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American Safety Casualty Insurance Company v. City of Waukegan

July 6, 2011

AMERICAN SAFETY CASUALTY INSURANCE COMPANY, PLAINTIFF,
v.
CITY OF WAUKEGAN,
DEFENDANT. CITY OF WAUKEGAN, COUNTER-PLAINTIFF,
v.
AMERICAN SAFETY CASUALTY INSURANCE COMPANY, INTERSTATE INDEMNITY COMPANY, CERTAIN UNDERWRITERS AT LLOYDS OF LONDON, NORTHFIELD INSURANCE COMPANIES, WESTPORT INSURANCE CORPORATION, EVANSTON INSURANCE COMPANY, S. ALEJANDRO DOMINGUEZ, AND PAUL HENDLEY, COUNTER-DEFENDANTS.



The opinion of the court was delivered by: Judge Virginia M. Kendall

MEMORANDUM OPINION AND ORDER

This long-running insurance coverage dispute between the City of Waukegan, Illinois ("Waukegan" or "the City") and its various insurers arises from a $9,063,000 verdict entered against Waukegan in a civil rights case brought by S. Alejandro Dominguez, who was convicted of rape in 1990 after an investigation by Waukegan police officer Paul Hendley but later exonerated. The primary issue in this case is which, if any, of the City's various insurers must cover the loss to the City from the verdict and the resulting judgment. On March 3, 2011, the Court entered summary judgment for Waukegan and against two of those insurers, primary carrier American Safety Casualty Insurance Company ("American Safety") and excess carrier Interstate Indemnity Company ("Interstate"), finding that those two carriers insured the City in 2002 when Dominguez's due process claim against the City accrued, and the City's loss was the $11,397,195.39 it paid to satisfy the Dominguez judgment ("March 3 Opinion"). (Doc. 811.) The Court also granted summary judgment in favor of the other carriers in that opinion.

Because the record was underdeveloped on this point, the Court asked American Safety and Interstate to brief the issue of who is responsible for the $2,334,195.39 difference between the verdict and the judgment. In addition, both American Safety and Interstate move the Court to reconsider or clarify its March 3 Opinion under Rule 59(e). (See Docs. 814 and 819.) For the below reasons, the Court denies both motions alter or amend the judgment and finds that responsibility for the City's $11,397,195.39 loss breaks down as follows:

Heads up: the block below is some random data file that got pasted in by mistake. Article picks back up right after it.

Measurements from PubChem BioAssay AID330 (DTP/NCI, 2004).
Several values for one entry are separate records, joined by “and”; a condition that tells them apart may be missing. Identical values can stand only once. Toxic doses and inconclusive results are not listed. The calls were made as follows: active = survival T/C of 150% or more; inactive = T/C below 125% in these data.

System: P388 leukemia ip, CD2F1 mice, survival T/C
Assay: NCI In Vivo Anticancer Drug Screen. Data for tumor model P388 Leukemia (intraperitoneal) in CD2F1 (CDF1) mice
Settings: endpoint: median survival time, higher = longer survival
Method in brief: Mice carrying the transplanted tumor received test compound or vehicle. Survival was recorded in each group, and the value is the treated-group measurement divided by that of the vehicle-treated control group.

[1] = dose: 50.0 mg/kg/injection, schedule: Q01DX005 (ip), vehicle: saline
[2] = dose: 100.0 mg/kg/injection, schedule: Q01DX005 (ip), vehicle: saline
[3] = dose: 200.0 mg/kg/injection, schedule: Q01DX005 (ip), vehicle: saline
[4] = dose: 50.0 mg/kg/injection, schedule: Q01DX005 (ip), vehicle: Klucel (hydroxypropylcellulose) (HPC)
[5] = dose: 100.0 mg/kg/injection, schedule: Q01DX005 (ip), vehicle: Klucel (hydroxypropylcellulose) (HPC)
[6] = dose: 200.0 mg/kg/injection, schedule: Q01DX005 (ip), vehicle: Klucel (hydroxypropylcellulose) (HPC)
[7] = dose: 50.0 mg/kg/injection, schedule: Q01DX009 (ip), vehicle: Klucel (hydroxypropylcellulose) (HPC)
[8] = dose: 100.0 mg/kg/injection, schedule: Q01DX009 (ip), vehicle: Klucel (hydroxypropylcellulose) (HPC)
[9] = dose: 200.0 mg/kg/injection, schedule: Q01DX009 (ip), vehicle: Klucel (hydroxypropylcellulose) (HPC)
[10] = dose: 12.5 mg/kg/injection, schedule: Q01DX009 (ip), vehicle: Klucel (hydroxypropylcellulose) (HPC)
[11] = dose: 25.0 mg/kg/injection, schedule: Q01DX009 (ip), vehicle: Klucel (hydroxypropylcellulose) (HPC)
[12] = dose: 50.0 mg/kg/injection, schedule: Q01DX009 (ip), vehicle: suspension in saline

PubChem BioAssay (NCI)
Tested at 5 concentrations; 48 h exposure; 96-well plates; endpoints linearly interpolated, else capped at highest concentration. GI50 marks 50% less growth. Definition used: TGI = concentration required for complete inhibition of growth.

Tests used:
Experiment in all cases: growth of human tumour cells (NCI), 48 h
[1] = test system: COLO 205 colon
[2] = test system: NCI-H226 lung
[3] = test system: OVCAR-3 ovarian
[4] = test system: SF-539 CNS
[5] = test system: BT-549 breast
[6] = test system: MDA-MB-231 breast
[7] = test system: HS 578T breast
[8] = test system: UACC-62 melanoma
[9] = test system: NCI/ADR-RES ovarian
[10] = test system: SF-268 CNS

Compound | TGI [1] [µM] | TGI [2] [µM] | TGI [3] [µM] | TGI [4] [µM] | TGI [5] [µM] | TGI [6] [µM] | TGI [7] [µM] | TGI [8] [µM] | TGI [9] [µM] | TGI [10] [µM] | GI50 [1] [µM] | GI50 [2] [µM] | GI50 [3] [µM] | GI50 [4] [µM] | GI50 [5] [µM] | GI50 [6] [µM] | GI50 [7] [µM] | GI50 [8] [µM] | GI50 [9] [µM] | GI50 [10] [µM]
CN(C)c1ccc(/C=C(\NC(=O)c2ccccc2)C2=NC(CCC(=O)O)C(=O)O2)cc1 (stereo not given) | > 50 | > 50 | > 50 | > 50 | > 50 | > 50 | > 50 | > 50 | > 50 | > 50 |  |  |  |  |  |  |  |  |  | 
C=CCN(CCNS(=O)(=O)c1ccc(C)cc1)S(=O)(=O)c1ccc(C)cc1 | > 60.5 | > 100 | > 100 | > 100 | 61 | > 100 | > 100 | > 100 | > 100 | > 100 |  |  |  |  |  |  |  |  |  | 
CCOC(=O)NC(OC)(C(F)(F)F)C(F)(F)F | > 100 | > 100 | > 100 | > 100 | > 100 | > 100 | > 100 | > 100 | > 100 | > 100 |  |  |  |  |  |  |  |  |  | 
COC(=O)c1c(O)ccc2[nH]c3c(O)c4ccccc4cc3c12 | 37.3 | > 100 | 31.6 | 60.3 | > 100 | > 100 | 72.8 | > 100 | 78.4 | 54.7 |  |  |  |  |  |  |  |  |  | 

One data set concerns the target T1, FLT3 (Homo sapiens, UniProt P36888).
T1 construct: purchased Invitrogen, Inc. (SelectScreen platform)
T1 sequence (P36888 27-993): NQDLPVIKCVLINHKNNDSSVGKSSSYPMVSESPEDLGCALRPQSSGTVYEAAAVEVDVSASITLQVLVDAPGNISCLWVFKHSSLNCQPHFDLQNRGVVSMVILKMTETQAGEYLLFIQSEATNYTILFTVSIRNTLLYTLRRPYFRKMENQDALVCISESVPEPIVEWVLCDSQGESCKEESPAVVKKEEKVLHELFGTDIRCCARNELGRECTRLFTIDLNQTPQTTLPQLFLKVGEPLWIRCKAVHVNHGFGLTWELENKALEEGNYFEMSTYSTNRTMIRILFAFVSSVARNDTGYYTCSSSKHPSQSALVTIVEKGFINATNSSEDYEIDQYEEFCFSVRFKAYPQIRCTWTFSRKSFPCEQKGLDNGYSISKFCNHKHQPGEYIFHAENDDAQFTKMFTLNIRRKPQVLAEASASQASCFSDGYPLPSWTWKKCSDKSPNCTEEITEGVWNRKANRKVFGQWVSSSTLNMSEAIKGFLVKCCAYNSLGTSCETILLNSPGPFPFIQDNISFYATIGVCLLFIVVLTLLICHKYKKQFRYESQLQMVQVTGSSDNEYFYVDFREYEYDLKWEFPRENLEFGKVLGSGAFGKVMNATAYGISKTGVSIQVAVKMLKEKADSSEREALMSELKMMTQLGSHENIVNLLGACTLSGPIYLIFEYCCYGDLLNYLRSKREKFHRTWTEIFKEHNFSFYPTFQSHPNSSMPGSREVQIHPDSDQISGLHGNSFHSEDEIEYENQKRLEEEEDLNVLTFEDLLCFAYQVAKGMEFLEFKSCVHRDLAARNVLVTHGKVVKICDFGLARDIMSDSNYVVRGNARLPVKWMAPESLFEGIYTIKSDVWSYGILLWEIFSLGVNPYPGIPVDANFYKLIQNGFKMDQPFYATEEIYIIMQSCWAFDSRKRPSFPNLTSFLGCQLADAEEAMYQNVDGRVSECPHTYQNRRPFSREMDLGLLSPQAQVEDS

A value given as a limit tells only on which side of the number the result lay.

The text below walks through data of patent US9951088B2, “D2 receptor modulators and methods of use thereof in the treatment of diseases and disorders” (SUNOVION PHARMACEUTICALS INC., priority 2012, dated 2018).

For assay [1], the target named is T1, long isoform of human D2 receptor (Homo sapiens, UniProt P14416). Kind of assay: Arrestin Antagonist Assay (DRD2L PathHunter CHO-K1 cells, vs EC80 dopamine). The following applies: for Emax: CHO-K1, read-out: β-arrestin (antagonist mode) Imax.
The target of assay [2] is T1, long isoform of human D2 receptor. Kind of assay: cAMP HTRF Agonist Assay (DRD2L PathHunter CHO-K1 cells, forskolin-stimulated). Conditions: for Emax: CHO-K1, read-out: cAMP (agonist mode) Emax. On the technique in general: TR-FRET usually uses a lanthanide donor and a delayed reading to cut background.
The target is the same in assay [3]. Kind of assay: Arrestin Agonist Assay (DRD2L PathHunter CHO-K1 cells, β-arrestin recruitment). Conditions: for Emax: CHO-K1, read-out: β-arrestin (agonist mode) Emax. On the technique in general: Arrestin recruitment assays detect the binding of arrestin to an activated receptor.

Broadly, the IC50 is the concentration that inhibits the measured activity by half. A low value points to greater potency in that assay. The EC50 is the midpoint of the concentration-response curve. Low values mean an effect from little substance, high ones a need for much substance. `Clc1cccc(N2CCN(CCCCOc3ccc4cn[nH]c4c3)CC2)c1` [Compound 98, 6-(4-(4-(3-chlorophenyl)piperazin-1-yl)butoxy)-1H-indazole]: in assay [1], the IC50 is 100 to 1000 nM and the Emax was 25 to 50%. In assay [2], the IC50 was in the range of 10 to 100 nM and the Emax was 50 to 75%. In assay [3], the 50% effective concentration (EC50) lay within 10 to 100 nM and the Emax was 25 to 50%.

Category Responsible Party Amount

Self-Insurance Retention Waukegan $100,000 American Safety policy limits American Safety $1,000,000

Interstate's excess layer Interstate $7,963,000 American Safety's pro rata share of American Safety $138,570.12 interest on judgment Interstate's pro rata share of Interstate $1,103, 434.97 interest on judgment Dominguez's attorney's fees in American Safety $1,067,637.86 underlying suit and appeal Dominguez's costs on appeal American Safety $13,757.95

Interest on Dominguez's American Safety $10,794.49 attorney's fees

Total: $11,397,195.39

I. MOTIONS TO ALTER OR AMEND JUDGMENT

A. Standard

Rule 59(e) allows a party to bring to the Court's attention manifest errors of law or fact or newly discovered evidence. See United States v. Resnick, 594 F.3d 562, 568 (7th Cir. 2010). Manifest error is the "wholesale disregard, misapplication, or failure to recognize controlling precedent." Oto v. Metro. Life Ins. Co., 224 F.3d 601, 606 (7th Cir. 2000). A Rule 59(e) motion is not a "vehicle for a party to undo its own procedural failures, and it certainly does not allow a party introduce new evidence or advance arguments that could have and should have been presented to the district court prior to the judgment." Resnick, 594 F.3d at 568. Nor is a Rule 59(e) motion an avenue to rehash arguments already considered and rejected by the Court. Oto, 224 F.3d at 606 ("A 'manifest error' is not demonstrated by the disappointment of the losing party."). Manifest errors of law are the "rare" instances where "the Court has patently misunderstood a party . . . or has made an error not of reasoning but of apprehension." Bank of Waunakee v. Rochester Cheese Sales, 906 F.2d 1185, 1191 (7th Cir. 1990). Whether to grant a Rule 59(e) motion "is entrusted to the sound judgment of the district court." In re Prince, 85 F.3d 314, 324 (7th Cir. 1996).

B. Responsibility for False Arrest Damages

First, American Safety and Interstate both content that the amount they must pay as a result of the Dominguez verdict should be reduced because some of the damages were awarded for Dominguez's false arrest claim. The facts of the underlying case are laid out in detail in the March 3 Opinion. For current purposes, it is sufficient to note that Dominguez brought two claims against the City, one for false arrest and the other for denial of due process. Dominguez's false arrest claim "occurred" (or accrued) for insurance purposes in 1989, while his due process claim accrued in 2002, when he was exonerated. (March 3 Opinion at 36-39); Nat'l Casualty Co. v. McFatridge, 604 F.3d 335, 344 (7th Cir. 2010) (finding that false arrest claims accrue when the plaintiff is held under a warrant and that due process claims accrue when the plaintiff's conviction is reversed). American Safety and Interstate did not insure the City in 1989.*fn1 They argue that, to the extent the verdict included damages for Dominguez's false arrest claim, they are not responsible for those damages. Setting aside that the carriers did not raise this issue on summary judgment, the Seventh Circuit's opinion on the direct appeal of the underlying case forecloses this argument. In rejecting Hendley's assertion that Dominguez had not shown that Hendley arrested him without probable cause, the court found such a lack of evidence "would be relevant only if the verdict were based on a false arrest claim, but it was not." ...


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